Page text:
In the CAC testing shop, we've been evaluating a Maradyne "Fast&Cool Air Blower" and we use it for two different purposes.
Occasionally, when we have a car idling in the shop for a long period, we use a fan to increase cooling air flow though the car's radiator. An example might be if we are recording engine controls data during a long period of idle and we'd prefer the engine coolant temperature (ECT) to stay normal or close to it, rather than rising to a high ECT typical of a long idle period.
Secondly: we take cars to the chassis dyno on a regular basis. The facility we use is WesTech Performance Group in Mira Loma, California. They have two large, round fans which are positioned ahead and behind the car, however, with cars which are "bottom breathers", such as C4s and C5s, we need a lot of air flow very low to the floor. In those situations, products like the Fast&Cool, with its specially-shaped outlet, are preferred over a box fan or circular fan because the extra cooling air flow can be "aimed" close to the ground. That way, much more of the air flow goes into a car's cooling air intake and rather than over the front of the car.
The "Fast&Cool Air Blower" (PN MFC2200) is made by engine cooling fan specialist, Maradyne High-Performance Fans. The housing is made of tough, durable, rotomolded polyethylene. It's has a two-speed, 115-volt, 1/3-hp electric motor which spins a squirrel cage blower. The motor draws 2.3-2.5-amps, depending whether you select low- or high-speed. On high, the blower turns 1100-rpm and moves 3000 cubic feet of air per minute. The Fast&Cool has a 25-foot cord. It is, also, fitted with a duplex GFCI which allows one to plug in another fan or some other device. Because of its robust electrical design, if you are a big fan of fans; you can connect as many as four Fast&Cools on one circuit. The Fast&Cool, due to it's heavy-duty construction and powerful motor is a bit hefty at 30-lbs, but that is typical of this type of shop blower.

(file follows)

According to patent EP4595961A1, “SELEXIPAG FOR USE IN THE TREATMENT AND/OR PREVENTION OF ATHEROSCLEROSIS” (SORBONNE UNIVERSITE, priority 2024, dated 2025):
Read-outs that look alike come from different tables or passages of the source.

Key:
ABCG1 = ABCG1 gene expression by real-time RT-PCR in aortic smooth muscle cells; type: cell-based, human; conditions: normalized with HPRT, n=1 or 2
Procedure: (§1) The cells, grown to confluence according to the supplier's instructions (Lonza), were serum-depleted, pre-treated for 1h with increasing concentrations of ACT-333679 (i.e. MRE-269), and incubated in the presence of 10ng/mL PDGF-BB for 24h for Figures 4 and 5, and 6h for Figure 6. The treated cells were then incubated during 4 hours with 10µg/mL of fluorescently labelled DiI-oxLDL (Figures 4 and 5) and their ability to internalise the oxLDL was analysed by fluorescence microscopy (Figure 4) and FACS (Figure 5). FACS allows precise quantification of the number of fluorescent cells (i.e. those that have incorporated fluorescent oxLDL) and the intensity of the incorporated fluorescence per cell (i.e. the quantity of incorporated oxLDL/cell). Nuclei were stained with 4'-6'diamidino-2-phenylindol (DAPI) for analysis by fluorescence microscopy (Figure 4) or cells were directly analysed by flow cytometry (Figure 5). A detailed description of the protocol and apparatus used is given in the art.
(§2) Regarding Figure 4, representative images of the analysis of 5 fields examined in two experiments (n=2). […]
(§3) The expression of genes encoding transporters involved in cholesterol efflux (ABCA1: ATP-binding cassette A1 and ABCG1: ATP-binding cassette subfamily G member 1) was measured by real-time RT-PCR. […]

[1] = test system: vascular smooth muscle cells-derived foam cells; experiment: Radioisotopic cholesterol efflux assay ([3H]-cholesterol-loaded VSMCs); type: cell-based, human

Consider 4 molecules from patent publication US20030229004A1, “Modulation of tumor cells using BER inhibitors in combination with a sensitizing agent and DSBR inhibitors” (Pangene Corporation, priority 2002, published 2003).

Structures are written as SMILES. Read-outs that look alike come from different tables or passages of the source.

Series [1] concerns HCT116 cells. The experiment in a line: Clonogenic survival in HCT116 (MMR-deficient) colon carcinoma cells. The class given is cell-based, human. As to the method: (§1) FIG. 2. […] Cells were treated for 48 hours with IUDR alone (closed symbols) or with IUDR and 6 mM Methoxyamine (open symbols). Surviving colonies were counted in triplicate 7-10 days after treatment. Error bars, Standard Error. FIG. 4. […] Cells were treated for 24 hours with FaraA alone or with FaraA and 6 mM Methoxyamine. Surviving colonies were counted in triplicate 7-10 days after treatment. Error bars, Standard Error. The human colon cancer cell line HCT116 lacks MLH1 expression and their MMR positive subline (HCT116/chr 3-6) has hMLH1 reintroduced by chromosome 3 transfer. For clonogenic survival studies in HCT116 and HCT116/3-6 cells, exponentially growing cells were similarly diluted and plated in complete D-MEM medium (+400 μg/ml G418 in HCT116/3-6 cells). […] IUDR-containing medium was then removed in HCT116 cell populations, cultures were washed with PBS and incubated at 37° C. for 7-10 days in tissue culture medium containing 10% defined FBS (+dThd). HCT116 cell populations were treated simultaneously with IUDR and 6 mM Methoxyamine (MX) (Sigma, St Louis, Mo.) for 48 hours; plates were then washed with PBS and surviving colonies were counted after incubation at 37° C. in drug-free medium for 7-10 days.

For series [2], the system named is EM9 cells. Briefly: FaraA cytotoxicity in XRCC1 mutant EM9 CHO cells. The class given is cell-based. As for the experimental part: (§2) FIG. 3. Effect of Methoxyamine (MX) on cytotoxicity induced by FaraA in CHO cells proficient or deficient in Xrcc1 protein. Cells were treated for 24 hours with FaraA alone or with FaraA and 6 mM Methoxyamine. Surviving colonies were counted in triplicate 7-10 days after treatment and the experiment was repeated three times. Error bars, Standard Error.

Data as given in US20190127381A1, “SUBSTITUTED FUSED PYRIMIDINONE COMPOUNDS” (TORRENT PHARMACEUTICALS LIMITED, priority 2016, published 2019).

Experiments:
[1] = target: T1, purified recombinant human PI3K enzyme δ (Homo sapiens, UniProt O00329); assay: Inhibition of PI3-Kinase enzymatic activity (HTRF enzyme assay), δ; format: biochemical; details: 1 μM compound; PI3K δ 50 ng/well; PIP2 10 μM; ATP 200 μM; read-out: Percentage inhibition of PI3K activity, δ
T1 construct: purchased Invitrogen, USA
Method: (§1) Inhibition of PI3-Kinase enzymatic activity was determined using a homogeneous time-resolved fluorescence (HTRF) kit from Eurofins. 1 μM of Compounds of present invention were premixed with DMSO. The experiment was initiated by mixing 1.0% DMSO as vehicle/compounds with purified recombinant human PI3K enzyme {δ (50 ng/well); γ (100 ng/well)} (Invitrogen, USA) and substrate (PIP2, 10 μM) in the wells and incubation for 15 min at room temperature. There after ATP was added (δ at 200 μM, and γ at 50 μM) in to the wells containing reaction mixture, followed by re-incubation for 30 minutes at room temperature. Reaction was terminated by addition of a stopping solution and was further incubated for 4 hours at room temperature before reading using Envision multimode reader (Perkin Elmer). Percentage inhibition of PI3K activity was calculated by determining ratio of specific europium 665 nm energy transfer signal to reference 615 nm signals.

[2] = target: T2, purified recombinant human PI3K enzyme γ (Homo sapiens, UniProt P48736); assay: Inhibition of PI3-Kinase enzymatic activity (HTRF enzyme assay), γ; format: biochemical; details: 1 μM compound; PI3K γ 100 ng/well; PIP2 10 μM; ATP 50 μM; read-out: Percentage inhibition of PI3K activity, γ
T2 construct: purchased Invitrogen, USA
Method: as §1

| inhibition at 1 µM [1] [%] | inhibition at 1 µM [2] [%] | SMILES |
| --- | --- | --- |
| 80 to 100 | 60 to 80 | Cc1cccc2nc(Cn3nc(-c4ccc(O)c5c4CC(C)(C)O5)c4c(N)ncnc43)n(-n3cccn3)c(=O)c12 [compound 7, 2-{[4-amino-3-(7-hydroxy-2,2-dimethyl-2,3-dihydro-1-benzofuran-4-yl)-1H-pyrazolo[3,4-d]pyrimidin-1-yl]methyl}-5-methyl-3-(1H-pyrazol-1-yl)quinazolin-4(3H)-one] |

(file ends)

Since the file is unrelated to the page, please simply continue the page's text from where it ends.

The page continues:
Our first test of a Fast&Cool was to start up our C5 Z06 and let it idle in the garage, which was 91°F, until the ECT rose to 203°, just below our calibrated fan-on temp of 205°. Then we set the Fast&Cool in front of the car. With the unit sitting on the floor, it's outlet was pointed right at the C5s cooling air intake. We turned the Maradyne on high and waited. Within five minutes the ECT was 185° and at the end of 15-min. it was 180°. Clearly, the Fast&Cool does very well as an auxiliary cooling fan.
A few weeks later, we were running the car on WesTech's chassis dyno. WesTech is in the "Inland Empire" region of Southern California. Our dyno test was in late July and, that time of year, you're guaranteed hot weather. We were at WesTech when they opened at 8 AM and it was already 78° in the chassis dyno area. WestTech has two giant fans, one for the rear of the car to suck exhaust out and one in front to supply cooling air flow but, as we pointed out earlier in this evaluation, a lot of their flow doesn't make it into the bottom breathing cooling air intake for a C5, so we brought along the Fast&Cool and placed it right in front of the air intake.
After each dyno run, we fast-idle the engine to bring the engine coolant temperature back down from the mid 200s° to 185°-190°. The Maradyne Fast&Cool, shortened the wait between runs. Because chassis dynos charge by the hour, having a good auxiliary fan cuts costs. We were in-and-out of WesTech for three passes on their SuperFlow WynDyn in less than an hour.
If you need a shop fan which blows low to the ground, the Fast&Cool is a darn good choice. For more information visit the Maradyne High-Performance Fans web site at http://www.maradynehp.com or call: 800.403.7953.